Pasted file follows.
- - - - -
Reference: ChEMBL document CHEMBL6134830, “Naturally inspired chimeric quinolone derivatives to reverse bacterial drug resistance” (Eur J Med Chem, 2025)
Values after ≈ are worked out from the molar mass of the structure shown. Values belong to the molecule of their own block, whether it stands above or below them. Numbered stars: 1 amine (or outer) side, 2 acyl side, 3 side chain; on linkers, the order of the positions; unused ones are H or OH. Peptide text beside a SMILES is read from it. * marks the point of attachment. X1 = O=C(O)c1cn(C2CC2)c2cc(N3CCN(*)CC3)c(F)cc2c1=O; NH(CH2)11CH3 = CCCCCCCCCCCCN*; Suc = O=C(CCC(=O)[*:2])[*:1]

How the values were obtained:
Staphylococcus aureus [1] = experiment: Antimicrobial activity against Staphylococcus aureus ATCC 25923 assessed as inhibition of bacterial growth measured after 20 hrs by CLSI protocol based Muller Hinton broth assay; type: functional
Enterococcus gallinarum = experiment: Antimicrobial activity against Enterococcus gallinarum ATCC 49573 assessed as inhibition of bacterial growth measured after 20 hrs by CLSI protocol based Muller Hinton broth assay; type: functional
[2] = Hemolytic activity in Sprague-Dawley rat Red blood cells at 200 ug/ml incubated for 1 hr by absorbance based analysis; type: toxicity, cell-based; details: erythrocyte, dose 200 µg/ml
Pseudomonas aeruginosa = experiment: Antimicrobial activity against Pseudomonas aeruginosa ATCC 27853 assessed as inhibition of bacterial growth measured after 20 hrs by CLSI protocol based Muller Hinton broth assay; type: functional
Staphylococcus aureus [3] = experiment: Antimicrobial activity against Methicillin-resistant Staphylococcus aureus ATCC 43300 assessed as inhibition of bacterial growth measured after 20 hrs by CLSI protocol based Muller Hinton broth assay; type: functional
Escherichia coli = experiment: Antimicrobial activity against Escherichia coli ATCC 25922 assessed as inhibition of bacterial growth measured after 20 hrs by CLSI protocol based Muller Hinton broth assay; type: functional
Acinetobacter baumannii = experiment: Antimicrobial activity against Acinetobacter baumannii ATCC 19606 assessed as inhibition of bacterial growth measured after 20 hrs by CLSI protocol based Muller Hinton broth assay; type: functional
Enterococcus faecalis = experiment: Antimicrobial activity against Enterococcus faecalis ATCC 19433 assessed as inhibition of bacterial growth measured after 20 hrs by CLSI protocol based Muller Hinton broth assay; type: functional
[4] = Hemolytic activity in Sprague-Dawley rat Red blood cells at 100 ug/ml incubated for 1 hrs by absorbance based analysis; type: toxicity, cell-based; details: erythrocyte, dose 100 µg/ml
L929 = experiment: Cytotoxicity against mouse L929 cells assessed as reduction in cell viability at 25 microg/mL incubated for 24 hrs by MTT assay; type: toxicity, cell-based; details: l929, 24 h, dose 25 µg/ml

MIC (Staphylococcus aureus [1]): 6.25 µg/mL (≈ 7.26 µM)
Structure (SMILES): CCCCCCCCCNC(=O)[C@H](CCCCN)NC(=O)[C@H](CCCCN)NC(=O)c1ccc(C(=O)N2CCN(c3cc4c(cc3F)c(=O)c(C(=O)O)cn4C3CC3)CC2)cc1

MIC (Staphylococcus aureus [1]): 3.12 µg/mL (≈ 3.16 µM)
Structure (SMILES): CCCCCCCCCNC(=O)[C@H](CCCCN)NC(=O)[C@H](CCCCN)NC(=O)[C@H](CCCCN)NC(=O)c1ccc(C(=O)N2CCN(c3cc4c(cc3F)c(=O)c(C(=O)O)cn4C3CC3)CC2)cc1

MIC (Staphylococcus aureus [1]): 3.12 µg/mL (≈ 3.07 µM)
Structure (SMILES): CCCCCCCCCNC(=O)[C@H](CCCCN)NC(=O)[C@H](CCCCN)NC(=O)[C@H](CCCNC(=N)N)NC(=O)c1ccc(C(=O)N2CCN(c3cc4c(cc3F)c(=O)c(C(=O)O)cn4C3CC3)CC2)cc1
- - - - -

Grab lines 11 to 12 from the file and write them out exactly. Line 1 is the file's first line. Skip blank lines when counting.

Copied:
Enterococcus faecalis = experiment: Antimicrobial activity against Enterococcus faecalis ATCC 19433 assessed as inhibition of bacterial growth measured after 20 hrs by CLSI protocol based Muller Hinton broth assay; type: functional
[4] = Hemolytic activity in Sprague-Dawley rat Red blood cells at 100 ug/ml incubated for 1 hrs by absorbance based analysis; type: toxicity, cell-based; details: erythrocyte, dose 100 µg/ml